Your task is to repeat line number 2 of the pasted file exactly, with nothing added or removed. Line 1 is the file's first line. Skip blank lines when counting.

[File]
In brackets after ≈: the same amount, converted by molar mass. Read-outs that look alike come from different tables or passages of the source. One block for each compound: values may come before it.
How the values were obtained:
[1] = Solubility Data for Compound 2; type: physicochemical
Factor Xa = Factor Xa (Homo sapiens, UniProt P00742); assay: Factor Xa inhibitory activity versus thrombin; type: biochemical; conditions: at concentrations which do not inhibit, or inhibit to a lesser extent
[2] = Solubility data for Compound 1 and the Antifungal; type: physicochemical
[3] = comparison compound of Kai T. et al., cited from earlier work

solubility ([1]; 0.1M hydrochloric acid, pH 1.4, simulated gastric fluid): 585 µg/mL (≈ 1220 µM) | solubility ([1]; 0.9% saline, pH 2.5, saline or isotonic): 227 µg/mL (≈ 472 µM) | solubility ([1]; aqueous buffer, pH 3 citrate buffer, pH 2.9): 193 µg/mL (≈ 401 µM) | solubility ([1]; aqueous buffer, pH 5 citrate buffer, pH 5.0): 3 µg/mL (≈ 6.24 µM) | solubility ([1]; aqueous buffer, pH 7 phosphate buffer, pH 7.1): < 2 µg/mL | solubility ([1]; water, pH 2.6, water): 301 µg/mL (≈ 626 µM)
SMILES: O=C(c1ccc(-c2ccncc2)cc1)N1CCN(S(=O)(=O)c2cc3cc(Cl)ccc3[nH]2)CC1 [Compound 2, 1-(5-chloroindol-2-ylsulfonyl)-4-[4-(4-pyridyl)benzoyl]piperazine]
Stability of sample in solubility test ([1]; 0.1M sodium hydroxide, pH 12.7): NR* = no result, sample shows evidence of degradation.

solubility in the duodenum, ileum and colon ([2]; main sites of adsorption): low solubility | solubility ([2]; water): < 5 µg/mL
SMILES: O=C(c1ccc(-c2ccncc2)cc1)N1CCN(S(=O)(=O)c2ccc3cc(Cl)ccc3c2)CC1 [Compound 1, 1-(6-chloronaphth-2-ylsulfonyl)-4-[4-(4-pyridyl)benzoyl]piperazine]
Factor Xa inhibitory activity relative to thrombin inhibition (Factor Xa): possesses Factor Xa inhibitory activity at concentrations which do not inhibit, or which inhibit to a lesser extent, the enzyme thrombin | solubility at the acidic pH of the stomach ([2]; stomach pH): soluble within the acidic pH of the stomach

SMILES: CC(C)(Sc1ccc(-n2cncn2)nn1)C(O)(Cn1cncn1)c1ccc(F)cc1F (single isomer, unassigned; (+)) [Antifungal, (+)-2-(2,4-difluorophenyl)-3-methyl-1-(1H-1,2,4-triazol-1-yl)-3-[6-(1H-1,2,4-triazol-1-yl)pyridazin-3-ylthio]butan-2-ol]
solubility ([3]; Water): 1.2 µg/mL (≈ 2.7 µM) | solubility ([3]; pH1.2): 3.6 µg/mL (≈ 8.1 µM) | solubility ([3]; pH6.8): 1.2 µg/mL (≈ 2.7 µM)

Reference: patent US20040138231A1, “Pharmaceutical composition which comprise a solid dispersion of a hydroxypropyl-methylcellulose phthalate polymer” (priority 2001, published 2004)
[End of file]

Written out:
How the values were obtained: